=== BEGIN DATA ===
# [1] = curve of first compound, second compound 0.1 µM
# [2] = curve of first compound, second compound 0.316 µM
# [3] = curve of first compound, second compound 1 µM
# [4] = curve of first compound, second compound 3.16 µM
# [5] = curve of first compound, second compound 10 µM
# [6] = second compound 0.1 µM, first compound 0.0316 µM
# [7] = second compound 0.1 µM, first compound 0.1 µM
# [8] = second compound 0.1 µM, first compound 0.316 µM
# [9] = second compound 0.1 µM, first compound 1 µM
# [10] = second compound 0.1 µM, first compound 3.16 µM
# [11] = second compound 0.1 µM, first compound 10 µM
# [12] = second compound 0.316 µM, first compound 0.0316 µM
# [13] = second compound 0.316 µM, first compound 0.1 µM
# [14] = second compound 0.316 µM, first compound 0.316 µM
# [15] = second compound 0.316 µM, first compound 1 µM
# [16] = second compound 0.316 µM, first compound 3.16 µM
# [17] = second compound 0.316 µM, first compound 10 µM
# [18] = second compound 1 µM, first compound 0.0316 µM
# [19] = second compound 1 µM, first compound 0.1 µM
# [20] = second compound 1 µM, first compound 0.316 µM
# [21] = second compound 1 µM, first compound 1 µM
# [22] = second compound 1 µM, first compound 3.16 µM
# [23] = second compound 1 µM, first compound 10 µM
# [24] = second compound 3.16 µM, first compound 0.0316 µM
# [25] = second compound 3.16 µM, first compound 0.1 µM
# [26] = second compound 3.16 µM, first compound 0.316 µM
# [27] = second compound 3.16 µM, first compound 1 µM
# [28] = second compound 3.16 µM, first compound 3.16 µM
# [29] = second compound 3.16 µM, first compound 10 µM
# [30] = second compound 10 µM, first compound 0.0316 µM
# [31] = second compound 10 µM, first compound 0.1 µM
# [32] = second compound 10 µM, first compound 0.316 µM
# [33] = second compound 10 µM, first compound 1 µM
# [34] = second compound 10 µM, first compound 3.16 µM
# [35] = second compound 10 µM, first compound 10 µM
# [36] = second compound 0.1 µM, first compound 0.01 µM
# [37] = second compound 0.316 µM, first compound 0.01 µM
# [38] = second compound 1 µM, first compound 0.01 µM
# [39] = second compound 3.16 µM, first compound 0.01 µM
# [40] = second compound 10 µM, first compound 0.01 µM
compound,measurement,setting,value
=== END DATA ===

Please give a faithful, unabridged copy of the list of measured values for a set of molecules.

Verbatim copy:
# [1] = curve of first compound, second compound 0.1 µM
# [2] = curve of first compound, second compound 0.316 µM
# [3] = curve of first compound, second compound 1 µM
# [4] = curve of first compound, second compound 3.16 µM
# [5] = curve of first compound, second compound 10 µM
# [6] = second compound 0.1 µM, first compound 0.0316 µM
# [7] = second compound 0.1 µM, first compound 0.1 µM
# [8] = second compound 0.1 µM, first compound 0.316 µM
# [9] = second compound 0.1 µM, first compound 1 µM
# [10] = second compound 0.1 µM, first compound 3.16 µM
# [11] = second compound 0.1 µM, first compound 10 µM
# [12] = second compound 0.316 µM, first compound 0.0316 µM
# [13] = second compound 0.316 µM, first compound 0.1 µM
# [14] = second compound 0.316 µM, first compound 0.316 µM
# [15] = second compound 0.316 µM, first compound 1 µM
# [16] = second compound 0.316 µM, first compound 3.16 µM
# [17] = second compound 0.316 µM, first compound 10 µM
# [18] = second compound 1 µM, first compound 0.0316 µM
# [19] = second compound 1 µM, first compound 0.1 µM
# [20] = second compound 1 µM, first compound 0.316 µM
# [21] = second compound 1 µM, first compound 1 µM
# [22] = second compound 1 µM, first compound 3.16 µM
# [23] = second compound 1 µM, first compound 10 µM
# [24] = second compound 3.16 µM, first compound 0.0316 µM
# [25] = second compound 3.16 µM, first compound 0.1 µM
# [26] = second compound 3.16 µM, first compound 0.316 µM
# [27] = second compound 3.16 µM, first compound 1 µM
# [28] = second compound 3.16 µM, first compound 3.16 µM
# [29] = second compound 3.16 µM, first compound 10 µM
# [30] = second compound 10 µM, first compound 0.0316 µM
# [31] = second compound 10 µM, first compound 0.1 µM
# [32] = second compound 10 µM, first compound 0.316 µM
# [33] = second compound 10 µM, first compound 1 µM
# [34] = second compound 10 µM, first compound 3.16 µM
# [35] = second compound 10 µM, first compound 10 µM
# [36] = second compound 0.1 µM, first compound 0.01 µM
# [37] = second compound 0.316 µM, first compound 0.01 µM
# [38] = second compound 1 µM, first compound 0.01 µM
# [39] = second compound 3.16 µM, first compound 0.01 µM
# [40] = second compound 10 µM, first compound 0.01 µM
compound,measurement,setting,value